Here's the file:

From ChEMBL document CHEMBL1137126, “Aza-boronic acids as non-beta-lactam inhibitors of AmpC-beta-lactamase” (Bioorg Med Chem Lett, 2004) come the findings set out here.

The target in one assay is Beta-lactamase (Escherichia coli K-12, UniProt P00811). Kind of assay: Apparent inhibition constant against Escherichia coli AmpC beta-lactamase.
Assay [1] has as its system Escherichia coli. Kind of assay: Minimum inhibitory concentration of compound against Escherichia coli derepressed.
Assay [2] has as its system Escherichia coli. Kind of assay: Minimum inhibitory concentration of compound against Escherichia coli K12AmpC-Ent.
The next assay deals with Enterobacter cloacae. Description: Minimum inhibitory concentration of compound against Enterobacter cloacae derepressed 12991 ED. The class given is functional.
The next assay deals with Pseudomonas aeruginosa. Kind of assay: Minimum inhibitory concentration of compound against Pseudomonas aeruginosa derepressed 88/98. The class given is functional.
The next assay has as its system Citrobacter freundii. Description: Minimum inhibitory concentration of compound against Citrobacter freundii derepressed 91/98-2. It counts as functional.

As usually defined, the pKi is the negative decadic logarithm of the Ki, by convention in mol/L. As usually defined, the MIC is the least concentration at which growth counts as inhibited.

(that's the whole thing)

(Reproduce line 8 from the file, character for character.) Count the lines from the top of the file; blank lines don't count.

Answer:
As usually defined, the pKi is the negative decadic logarithm of the Ki, by convention in mol/L. As usually defined, the MIC is the least concentration at which growth counts as inhibited.